One of the things that I am still adjusting to as a new assistant principal is managing my time and being able to build positive relationships with students. When I first assumed my position, I had big plans of regularly scheduled blocks of time to meet with students, especially the ones that I had grown quite close to over the years. And then I quickly realized that there are days that I have much less control over my schedule and sometimes more fires to put out than I imagined. Despite that, I still actively work to develop stronger relationships with students because spending time up front building a relationship will pay dividends later. Although small, I’ve tried to be intentional about:
Reading a book that I know a kid will like and then give it to them. Just the other day I read Jason Reynolds’ Long Way Down, and I knew right away that I had to get it into a student’s hands. The internal conflict that the main character faces is similar to this student’s very decision he is making in regards to his own life. I was so excited to get this book into this young man’s hands, and I could tell from his reaction that he was surprised. And he soon indicated to me that he’d never before had an adult read a book and think of him.
Sending a positive post card. Working with teenagers truly is wonderful. There are so many small things that can go unnoticed throughout the day, but I can assure you that I am surrounded by so many young people who will make truly great adults. From volunteering to help a student carry her backpack as she heals physically to helping another student out who has collapsed, young people amaze me. I really enjoy sending out these small notes to parents and guardians who don’t get the pleasure of seeing such great behavior on a nearly daily basis.
Calling a student down to celebrate positive news and achievement. I don’t like to call students to my office during class, but I have quickly realized that for some students, it has been a really—and I mean really—long time since they have heard something positive about themselves. Every now and then when I “drop in” to check on students’ grades and I notice something positive, I have to let them know. Small reminders of hard work and progress matter, and it’s even a bigger deal for a principal to recognize that hard work.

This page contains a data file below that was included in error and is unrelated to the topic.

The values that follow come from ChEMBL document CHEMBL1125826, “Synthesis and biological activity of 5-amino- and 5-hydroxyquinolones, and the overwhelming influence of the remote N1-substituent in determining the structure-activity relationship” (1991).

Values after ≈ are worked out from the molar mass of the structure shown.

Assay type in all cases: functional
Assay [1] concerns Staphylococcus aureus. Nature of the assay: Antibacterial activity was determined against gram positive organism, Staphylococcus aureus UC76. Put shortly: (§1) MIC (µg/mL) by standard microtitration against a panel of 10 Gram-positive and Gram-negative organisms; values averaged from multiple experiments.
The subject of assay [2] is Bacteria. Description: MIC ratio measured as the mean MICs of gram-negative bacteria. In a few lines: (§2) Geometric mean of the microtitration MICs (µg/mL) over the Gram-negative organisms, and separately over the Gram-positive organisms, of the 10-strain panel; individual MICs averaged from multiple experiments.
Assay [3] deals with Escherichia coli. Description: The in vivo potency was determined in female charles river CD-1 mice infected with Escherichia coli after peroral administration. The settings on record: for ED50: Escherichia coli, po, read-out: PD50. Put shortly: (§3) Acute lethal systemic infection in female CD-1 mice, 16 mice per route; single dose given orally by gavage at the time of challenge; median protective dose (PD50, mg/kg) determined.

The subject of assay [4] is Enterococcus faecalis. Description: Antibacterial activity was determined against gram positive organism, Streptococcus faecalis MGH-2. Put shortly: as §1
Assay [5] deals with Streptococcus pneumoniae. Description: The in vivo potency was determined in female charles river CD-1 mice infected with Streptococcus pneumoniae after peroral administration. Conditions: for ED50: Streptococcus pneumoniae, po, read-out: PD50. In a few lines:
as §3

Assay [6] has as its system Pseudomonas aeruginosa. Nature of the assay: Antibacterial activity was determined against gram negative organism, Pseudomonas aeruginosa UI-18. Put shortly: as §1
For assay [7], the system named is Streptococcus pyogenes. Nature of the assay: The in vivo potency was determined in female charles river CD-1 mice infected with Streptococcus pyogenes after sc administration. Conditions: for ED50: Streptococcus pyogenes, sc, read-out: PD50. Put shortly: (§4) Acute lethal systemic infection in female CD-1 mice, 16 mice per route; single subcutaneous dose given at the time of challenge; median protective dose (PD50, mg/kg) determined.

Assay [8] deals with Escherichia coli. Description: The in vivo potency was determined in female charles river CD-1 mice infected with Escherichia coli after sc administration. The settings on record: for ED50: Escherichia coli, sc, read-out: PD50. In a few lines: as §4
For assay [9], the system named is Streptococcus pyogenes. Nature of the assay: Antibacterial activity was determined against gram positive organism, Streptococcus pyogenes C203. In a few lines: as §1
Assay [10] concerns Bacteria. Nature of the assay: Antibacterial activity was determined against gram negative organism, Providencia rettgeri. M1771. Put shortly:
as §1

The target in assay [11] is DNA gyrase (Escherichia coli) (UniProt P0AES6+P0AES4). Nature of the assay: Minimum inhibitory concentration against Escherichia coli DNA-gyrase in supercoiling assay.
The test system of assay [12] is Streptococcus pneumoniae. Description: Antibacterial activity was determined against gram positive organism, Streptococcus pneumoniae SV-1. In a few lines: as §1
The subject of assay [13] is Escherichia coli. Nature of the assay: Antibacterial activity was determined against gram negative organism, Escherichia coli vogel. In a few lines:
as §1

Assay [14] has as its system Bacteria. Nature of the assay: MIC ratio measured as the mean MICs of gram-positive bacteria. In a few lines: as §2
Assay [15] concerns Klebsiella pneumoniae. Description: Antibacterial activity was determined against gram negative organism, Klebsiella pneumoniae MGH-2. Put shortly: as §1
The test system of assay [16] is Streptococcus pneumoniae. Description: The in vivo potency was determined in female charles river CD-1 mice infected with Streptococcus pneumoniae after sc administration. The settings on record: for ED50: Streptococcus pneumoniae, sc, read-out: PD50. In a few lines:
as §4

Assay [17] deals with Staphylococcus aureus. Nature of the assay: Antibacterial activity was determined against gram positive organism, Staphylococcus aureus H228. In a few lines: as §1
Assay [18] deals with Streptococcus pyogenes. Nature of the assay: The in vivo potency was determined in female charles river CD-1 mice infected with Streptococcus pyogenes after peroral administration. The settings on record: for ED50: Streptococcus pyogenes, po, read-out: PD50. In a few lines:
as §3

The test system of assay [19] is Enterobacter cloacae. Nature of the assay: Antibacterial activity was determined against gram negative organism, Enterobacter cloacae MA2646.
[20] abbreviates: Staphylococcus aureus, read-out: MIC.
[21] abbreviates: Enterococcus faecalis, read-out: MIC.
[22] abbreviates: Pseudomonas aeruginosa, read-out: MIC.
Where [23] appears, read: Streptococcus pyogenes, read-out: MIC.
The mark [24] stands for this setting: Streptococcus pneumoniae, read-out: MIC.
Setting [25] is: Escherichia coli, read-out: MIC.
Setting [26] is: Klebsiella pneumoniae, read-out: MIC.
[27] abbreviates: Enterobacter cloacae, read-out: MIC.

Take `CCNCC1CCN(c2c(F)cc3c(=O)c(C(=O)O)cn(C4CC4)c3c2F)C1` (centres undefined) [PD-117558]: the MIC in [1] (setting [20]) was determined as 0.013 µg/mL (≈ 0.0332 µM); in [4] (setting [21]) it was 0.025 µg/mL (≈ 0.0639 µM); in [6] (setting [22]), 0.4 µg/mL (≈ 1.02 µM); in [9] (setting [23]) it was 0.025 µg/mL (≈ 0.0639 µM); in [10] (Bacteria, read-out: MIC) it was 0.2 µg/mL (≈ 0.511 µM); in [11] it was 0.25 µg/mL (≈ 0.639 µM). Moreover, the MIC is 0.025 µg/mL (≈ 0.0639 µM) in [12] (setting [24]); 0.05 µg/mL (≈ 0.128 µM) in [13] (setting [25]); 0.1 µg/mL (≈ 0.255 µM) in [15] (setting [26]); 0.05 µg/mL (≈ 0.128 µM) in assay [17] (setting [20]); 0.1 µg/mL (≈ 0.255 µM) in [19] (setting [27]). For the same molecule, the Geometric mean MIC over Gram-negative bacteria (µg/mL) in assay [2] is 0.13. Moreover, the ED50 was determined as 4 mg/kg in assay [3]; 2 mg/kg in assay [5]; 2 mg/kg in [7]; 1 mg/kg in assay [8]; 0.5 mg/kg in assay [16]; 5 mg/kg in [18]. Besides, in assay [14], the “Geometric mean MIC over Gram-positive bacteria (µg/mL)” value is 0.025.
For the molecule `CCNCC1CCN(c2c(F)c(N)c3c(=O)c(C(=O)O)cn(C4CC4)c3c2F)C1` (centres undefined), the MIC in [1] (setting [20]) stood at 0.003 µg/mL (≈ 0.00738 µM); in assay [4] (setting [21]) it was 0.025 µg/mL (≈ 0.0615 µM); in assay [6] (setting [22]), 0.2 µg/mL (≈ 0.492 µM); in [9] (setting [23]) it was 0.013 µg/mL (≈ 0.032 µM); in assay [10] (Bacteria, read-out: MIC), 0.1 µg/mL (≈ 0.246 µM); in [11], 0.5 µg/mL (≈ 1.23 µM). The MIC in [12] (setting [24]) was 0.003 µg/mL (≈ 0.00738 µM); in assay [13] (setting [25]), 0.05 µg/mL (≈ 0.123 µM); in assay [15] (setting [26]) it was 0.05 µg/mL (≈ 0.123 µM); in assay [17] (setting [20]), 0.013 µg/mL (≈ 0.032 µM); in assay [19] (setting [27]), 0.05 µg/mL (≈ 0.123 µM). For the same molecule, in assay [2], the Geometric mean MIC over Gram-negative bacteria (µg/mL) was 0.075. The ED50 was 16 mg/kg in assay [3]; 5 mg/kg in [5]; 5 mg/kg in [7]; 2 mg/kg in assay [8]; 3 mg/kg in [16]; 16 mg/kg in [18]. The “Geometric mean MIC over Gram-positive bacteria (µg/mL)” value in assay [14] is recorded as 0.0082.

Just saying, “Hi.” I truly believe that every young person who walks in our doors should be spoken to at least once each day, but I know that there are some students who probably are not spoken to at all. When I pass students in the hallway, I intentionally try to model good behavior and friendliness, saying “Hi” to many students, even the ones I don’t know. I may not know a student that well, but I can show that I care about their success and well-being by just saying something so simple.
Noticing small changes in behavior and mannerisms. This is similar to the move directly before, but a little more complicated. When we see young people every day, even if it’s only in passing, we can begin to notice patterns of behavior and mannerisms. If a student is usually smiling every day when you pass them in the hall and today they are not, then I have found it makes a huge difference to talk to them about this. By acknowledging that you have noticed a change, it signals to the student that you see them every day, even if you don’t talk to them. And when you notice a change, you care.
Following up, even when it’s easier not to. Even if it might not seem a big deal to us, students appreciate when we follow up on what seems like a big deal to them. If they’re sick, we can ask them if they’re feeling better. If they’re having a rough time, we can ask if things have improved. If they mention an upcoming test, we can ask how they did. I’ve found that when I follow up with a student, it shows that I really listened to the small details they’ve shared with me and that I’ve really “heard” them.
What are some small things that you do that you think really signal to students you care?